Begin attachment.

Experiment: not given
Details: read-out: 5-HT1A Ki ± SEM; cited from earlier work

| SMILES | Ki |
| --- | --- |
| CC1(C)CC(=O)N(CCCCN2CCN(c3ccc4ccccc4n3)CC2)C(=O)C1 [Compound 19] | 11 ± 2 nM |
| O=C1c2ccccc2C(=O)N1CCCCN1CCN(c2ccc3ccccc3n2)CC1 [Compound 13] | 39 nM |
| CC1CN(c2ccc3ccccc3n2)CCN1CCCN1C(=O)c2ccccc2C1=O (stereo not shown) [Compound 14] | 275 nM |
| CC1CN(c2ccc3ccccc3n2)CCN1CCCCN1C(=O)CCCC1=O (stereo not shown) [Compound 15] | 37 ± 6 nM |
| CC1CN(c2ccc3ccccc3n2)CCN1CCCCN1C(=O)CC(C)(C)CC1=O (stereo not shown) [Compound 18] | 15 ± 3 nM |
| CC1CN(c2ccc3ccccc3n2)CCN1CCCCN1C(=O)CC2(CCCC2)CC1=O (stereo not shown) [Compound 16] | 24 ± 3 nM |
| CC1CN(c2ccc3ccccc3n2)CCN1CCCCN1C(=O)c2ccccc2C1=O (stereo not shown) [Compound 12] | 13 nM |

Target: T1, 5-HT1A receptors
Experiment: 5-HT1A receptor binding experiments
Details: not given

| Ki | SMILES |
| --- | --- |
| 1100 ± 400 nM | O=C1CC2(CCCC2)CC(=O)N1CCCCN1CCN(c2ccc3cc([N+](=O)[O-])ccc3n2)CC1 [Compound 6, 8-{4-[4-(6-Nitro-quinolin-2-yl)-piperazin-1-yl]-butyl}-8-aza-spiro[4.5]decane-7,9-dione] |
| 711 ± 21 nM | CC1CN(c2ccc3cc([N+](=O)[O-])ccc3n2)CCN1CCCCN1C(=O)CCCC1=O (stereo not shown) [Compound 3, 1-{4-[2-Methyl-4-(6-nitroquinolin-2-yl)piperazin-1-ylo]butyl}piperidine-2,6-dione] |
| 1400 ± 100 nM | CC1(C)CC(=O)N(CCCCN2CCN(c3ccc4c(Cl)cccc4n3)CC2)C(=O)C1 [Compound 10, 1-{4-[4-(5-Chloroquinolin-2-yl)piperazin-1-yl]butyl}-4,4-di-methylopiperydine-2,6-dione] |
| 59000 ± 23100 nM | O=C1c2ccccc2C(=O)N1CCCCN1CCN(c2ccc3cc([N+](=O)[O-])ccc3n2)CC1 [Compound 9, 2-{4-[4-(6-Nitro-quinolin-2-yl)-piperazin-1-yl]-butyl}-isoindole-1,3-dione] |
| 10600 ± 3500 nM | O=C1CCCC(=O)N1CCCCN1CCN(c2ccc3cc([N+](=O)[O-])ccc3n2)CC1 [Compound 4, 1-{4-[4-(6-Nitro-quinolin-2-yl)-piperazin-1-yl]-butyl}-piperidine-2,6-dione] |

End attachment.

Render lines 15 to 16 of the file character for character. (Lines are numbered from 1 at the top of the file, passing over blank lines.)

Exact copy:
| Ki | SMILES |
| --- | --- |